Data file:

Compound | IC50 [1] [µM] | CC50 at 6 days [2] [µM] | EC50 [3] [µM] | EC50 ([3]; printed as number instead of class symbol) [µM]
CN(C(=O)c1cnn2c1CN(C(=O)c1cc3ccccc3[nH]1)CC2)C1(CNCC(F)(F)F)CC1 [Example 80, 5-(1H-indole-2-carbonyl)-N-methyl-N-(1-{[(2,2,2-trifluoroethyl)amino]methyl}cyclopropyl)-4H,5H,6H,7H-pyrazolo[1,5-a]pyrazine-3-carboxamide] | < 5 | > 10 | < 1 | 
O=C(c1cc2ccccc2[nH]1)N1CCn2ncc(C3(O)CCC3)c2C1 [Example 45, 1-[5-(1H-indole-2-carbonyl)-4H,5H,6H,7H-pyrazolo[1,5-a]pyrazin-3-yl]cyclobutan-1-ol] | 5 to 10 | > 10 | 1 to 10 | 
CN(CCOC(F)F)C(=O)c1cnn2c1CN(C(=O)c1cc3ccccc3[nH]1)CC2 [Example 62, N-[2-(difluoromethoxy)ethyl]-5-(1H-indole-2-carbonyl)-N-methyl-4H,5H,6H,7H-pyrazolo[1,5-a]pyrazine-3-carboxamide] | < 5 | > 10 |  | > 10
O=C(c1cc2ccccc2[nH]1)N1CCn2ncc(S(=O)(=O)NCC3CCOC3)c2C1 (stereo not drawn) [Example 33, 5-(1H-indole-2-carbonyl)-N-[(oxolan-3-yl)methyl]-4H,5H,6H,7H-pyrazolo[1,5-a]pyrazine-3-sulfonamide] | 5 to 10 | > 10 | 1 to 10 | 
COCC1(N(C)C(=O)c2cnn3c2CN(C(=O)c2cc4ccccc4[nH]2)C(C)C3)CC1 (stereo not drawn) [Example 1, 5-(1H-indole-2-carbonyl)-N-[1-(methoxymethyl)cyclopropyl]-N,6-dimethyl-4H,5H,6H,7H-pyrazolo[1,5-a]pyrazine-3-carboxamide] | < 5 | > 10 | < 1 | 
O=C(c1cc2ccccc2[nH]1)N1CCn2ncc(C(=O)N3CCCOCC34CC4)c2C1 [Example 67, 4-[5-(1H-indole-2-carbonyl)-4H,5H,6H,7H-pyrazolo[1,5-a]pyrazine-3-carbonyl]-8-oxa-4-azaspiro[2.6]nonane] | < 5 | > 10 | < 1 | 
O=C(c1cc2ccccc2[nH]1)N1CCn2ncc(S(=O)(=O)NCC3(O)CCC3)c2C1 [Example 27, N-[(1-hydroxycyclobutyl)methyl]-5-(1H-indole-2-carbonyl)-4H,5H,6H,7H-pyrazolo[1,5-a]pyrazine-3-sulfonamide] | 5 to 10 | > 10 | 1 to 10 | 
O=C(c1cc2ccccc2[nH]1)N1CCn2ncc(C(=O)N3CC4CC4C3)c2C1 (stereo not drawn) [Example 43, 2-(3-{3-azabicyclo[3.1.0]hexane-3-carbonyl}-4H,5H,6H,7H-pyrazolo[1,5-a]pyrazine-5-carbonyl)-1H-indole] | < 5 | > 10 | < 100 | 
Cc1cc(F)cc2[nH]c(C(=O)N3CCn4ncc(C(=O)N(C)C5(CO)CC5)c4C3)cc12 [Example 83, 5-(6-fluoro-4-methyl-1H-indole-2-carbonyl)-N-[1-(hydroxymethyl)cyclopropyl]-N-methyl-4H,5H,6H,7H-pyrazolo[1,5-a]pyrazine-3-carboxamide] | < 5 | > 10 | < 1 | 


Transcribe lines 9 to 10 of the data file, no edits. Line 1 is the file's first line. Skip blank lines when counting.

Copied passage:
O=C(c1cc2ccccc2[nH]1)N1CCn2ncc(C(=O)N3CC4CC4C3)c2C1 (stereo not drawn) [Example 43, 2-(3-{3-azabicyclo[3.1.0]hexane-3-carbonyl}-4H,5H,6H,7H-pyrazolo[1,5-a]pyrazine-5-carbonyl)-1H-indole] | < 5 | > 10 | < 100 | 
Cc1cc(F)cc2[nH]c(C(=O)N3CCn4ncc(C(=O)N(C)C5(CO)CC5)c4C3)cc12 [Example 83, 5-(6-fluoro-4-methyl-1H-indole-2-carbonyl)-N-[1-(hydroxymethyl)cyclopropyl]-N-methyl-4H,5H,6H,7H-pyrazolo[1,5-a]pyrazine-3-carboxamide] | < 5 | > 10 | < 1 | 